Chapter Two: To Aid

The Daydream rose and fell silently with the ocean swells, save for the occasional noise of a creaking rope. Upon the deck, a few young men had assembled, leaning against rigging and mast, obviously waiting intently for something to come. A sound, not unlike thunder, had reached their ears. It was the sound of gunshots echoing through the night.

"Do you think those gunshots are for Percy and Tony?" one of them murmured.

"Hush! Marguerite is coming!"

The young man turned and noted the truth of his companion's words, for a graceful young woman was making her way up from below deck, and came to join them in their watch. She could see the concern on their faces that they were making gallant attempts to disguise but she said nothing. It was not yet time for the rescue party to rejoin them and so therefore easier to hope that all would be well.

It was Sir Andrew who sighted the returning boat first, making its way toward them in the dark waters of the English Channel. Not long after that, as the boat drew nearer, it became evident that the boat only held the two children and three men, when there should have been four men. Marguerite's heart froze, but she refused to let herself panic until she knew for certain what the present situation was to be. The boat bumped gently against the side of the yacht and the men on deck aided in hoisting up the passengers.

Marguerite noted immediately that her husband was not among them and, eager for news, hastened to Lord Tony's side the instant he set foot on deck and delivered his young charges to another member of their league. Sir David Holte, and Lord Everingham, the two oarsmen of the small craft, wore expressions of a terribly grim nature, and Tony looked as though he had just come back from a battle that he was particularly anxious to go back and finish, this time to win.

"Tony," Marguerite said, voicing the question that was upon every mind of the group waiting on deck, "Where is Percy?"

Tony murmured some brief words to Sir Andrew before replying. "Lady Blakeney, don't worry," he said hastily, hoping that saying these words first would somehow make the rest of what he had to say less terrible, "Things went wrong. Chauvelin and his men were after us. Percy led them on after him so that the children could escape. Now they are safe and my duty is done toward them and I and any man who will join me are free to return to shore and give Percy every ounce of aid we may provide. Aye, even to lay down our very lives. Percy is quite compromised and time is of the essence."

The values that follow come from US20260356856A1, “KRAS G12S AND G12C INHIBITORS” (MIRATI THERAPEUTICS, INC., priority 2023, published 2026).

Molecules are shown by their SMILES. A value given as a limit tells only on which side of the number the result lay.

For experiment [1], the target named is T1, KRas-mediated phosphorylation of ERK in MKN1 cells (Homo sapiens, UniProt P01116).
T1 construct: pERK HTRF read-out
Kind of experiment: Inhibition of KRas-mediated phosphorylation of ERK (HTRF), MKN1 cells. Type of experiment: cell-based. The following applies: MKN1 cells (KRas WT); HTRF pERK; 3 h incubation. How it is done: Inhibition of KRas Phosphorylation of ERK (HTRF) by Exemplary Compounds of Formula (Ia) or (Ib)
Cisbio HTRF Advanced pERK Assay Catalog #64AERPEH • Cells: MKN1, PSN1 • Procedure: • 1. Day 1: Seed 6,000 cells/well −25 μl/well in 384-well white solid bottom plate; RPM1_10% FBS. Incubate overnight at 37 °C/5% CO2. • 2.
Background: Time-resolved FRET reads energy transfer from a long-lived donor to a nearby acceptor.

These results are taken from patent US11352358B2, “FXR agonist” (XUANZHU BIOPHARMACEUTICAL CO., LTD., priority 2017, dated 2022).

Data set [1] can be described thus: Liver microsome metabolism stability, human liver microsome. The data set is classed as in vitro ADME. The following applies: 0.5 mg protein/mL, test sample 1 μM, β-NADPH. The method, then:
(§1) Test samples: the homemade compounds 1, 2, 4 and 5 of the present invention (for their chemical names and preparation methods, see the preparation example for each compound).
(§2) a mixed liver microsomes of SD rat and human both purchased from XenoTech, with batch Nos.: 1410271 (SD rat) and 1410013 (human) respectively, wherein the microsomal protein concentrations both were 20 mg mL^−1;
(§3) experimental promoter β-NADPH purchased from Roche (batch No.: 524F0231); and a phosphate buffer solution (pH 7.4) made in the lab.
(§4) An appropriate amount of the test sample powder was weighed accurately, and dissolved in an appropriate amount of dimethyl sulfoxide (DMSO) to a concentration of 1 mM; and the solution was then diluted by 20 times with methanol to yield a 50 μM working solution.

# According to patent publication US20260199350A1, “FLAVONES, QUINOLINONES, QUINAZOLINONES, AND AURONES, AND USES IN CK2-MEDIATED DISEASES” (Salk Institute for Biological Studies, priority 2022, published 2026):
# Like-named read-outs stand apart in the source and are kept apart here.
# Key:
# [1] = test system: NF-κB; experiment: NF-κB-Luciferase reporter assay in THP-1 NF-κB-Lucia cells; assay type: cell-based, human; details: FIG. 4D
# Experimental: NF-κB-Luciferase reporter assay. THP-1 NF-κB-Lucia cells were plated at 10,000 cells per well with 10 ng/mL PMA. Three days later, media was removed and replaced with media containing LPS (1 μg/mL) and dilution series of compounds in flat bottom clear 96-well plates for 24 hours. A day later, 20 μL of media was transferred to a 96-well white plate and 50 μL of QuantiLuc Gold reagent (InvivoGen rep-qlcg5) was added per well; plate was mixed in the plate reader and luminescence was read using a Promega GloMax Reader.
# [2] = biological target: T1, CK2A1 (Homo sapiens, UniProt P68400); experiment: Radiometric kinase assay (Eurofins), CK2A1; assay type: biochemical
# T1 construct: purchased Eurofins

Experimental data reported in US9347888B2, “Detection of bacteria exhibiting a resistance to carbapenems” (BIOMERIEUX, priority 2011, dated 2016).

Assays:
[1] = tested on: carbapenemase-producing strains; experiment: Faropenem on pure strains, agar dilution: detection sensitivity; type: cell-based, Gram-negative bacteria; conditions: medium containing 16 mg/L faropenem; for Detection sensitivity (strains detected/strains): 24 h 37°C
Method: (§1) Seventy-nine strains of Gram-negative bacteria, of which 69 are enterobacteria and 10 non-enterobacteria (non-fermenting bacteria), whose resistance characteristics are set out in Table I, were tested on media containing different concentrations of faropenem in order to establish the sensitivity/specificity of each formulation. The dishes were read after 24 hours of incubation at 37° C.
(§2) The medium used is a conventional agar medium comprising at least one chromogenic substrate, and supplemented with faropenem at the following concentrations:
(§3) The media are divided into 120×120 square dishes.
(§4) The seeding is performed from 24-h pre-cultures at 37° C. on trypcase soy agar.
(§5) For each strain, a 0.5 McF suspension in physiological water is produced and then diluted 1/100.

Andrew was now rounding up the men on board and issuing soldier's disguises. A bundle was thrust at Dewhurst.

"I shall come with you!" Marguerite cried.

"No, stay with the girls," Tony blurted in consternation, "the danger is too great for you to come with us. Percy would not hear of it and I doubt we even know what our plan shall be once we reach shore. I could not put your life in jeopardy in such a reckless endeavor-,"

"Reckless or not he is my husband!" Marguerite hissed, "And if there is some small thing I may do to help him I want to be there to do it or to die by his side! The children will be fine, there will be those upon the ship to tend them-,"

"You have no disguise."

"It is dark, I will put on an old cloak and make the best of it."

"Lady Blakeney-" Dewhurst protested.

"Lord Dewhurst!" Marguerite countered, desperate to suceed, "If you do not let me ride with you in your boat then I will swim to shore or die trying in the attempt. If the situation is as grave as you say it is"

There was just enough moonlight to illuminate the fire in Marguerite Blakeney's eyes and reveal the determination that had set in her jaw and mouth. She was not a woman to be gainsaid.

Six uniformed men comprising every league member present on board ship swarmed out of the ship's cabin, looking quite the squad of Revolutionary soldiers, and clambered over the side of the yacht into the rowboat. Andrew stood at the bow and called up, "Dewhurst! Be quick man!"

Tony turned in indecision and replied, "What of Lady Blakeney?"

Andrew looked up and his eyes caught Marguerite's. A knowing look born of past experience passed between the two and he nodded. "Let her come."

"Very well," Tony said, and added aside to himself, "I will regret this, I know I will. God, let it not be that I must reunite her with a dead husband, as I greatly fear I shall."